- - Tuesday, May 2, 2017

Some things are worth an extra wait. Better health care could be one of them. Voters are about to see whether Obamacare repeal-and-replace is finally ready for prime time. If congressional Republicans who couldn’t find common ground to pass the American Health Care Act a month ago can do it now, a major drag on President Trump’s first hundred days won’t be a drag on the second hundred. It would tell the Democrats, loud and clear, that resistance and insurrection are not working.

The endorsement of the House Freedom Caucus gives the Trump administration the second chance to redeem its campaign promise to repeal and replace Obamacare before it collapses in ruins. The House Freedom Caucus was persuaded by an amendment to the replacement plan that enables states to escape a raft of Obamacare insurance requirements. With 30 or so conservatives promising now to back the Republican leadership’s bill, a House majority seems to be within reach.

But some cranky Republicans are still holding out for a better deal. They’re like the surfer bobbing endlessly on his board, passing up wave after wave on the off-chance the next breaker might be the perfect one. At some point a pretty good ride beats the great one that never arrives.

Choice is the better way, and with the new revisions each state would be able to decide whether to offer Obamacare’s “essential” benefits and community rating system, which mandated an array of coverages for all consumers to get an established price regardless of health conditions. Middle of the road Republicans balked at the bill’s earlier version when the Congressional Budget Office forecast that once the individual mandate is lifted, 24 million Americans would gamble on going without health care coverage.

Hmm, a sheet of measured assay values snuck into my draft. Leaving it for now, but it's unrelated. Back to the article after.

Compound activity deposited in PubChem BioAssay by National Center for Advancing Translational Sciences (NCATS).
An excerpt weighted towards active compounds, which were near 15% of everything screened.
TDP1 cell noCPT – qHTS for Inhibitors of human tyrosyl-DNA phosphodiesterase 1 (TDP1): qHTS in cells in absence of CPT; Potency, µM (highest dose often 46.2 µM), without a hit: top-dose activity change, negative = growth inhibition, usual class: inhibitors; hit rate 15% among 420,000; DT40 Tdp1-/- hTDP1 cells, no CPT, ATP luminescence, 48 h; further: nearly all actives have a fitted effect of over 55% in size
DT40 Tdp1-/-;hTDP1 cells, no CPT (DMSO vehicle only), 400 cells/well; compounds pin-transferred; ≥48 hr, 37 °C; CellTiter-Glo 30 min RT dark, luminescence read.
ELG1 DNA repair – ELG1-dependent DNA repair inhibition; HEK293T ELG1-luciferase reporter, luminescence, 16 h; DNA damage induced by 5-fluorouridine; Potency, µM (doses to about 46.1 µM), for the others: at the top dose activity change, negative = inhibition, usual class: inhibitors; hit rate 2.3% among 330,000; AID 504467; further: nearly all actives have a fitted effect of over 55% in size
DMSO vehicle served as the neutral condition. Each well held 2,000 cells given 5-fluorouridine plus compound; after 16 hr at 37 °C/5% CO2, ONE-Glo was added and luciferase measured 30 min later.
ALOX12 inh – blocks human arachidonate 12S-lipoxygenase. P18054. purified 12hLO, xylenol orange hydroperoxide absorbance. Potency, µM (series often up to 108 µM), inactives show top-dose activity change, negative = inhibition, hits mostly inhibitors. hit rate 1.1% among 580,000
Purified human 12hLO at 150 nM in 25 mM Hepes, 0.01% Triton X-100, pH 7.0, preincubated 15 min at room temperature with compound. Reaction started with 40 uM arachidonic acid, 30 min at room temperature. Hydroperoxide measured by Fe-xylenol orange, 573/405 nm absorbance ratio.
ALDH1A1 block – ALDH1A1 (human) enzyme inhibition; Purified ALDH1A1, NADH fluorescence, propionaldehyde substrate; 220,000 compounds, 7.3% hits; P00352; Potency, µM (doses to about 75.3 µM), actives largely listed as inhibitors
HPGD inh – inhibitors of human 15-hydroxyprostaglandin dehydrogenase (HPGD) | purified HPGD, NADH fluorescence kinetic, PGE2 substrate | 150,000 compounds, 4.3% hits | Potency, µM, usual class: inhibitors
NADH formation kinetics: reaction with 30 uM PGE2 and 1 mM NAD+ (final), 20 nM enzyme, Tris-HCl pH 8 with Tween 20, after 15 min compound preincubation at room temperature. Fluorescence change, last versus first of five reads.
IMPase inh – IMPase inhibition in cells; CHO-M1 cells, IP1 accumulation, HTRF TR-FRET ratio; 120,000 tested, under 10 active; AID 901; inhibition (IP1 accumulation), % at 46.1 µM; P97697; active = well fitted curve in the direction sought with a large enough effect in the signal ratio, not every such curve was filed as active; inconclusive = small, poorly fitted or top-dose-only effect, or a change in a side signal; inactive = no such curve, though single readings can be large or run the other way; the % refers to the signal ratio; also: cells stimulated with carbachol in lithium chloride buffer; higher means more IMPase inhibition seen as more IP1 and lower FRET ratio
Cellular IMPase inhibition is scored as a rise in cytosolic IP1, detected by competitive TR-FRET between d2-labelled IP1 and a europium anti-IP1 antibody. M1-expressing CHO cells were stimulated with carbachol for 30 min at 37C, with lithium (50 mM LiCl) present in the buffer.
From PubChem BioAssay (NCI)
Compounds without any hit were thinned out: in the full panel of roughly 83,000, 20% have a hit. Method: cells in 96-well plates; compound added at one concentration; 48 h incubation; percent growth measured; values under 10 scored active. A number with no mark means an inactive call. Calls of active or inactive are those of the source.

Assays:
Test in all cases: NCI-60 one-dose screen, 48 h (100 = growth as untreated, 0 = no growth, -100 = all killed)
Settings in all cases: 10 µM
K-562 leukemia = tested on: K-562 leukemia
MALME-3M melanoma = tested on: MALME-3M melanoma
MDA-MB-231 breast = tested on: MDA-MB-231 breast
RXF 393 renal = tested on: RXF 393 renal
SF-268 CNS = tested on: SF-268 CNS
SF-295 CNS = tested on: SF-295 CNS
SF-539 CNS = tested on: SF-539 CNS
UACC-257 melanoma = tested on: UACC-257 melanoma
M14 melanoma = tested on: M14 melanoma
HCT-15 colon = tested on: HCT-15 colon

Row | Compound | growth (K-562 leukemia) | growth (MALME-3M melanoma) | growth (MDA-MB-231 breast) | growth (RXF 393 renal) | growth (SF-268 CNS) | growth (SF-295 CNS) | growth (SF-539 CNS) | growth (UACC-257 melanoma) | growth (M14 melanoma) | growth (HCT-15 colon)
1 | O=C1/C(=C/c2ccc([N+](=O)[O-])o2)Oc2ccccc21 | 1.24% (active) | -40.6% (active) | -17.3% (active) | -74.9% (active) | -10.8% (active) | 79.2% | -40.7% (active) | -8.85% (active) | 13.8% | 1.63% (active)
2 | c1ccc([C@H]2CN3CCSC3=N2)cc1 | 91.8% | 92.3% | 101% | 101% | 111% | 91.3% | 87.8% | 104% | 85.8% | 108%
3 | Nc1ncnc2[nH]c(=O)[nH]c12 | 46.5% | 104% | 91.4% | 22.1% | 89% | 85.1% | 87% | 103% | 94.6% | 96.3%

The revised legislation eliminates another sticking point: how to prevent consumers with pre-existing health problems from facing premiums that would leave them broke. A $130 billion high-risk pool is proposed to help offset their medical expenses.

Democrats have made thwarting efforts to repeal and replace Obamacare the central element of their resistance to the success of the Trump presidency. But as the government-regulated heath insurance scheme spirals toward insolvency and ruin, they offer no solutions but a taxpayer bailout, which is no solution at all. With the prospect of a $10 trillion ocean of red ink that would be called Lake Obama, voters rejected bankruptcy and chose Donald Trump.

It’s in the Republican caucus alone that House Speaker Paul Ryan and his lieutenants search for the 216 votes needed for victory. Carrying a full-to-the-brim bowl of soup to the supper table, a small stumble right or left means a spill. Each tweak of the details picks up a few more votes but risks losing a few others. With a margin for error of only 22 Republican votes, it’s a supreme test of Mr. Ryan’s competency.

With the Trump presidency moving into the second hundred days, a chance to win “bigly” is tantalizingly close. Repeal and replace is what Mr. Trump needs to get his agenda rolling. More important, it’s what the nation needs to shake off the heavy hand of oppressive government and re-establish the place where individual choice is honored. And it’s what the Grand Old Party needs to stay grand.

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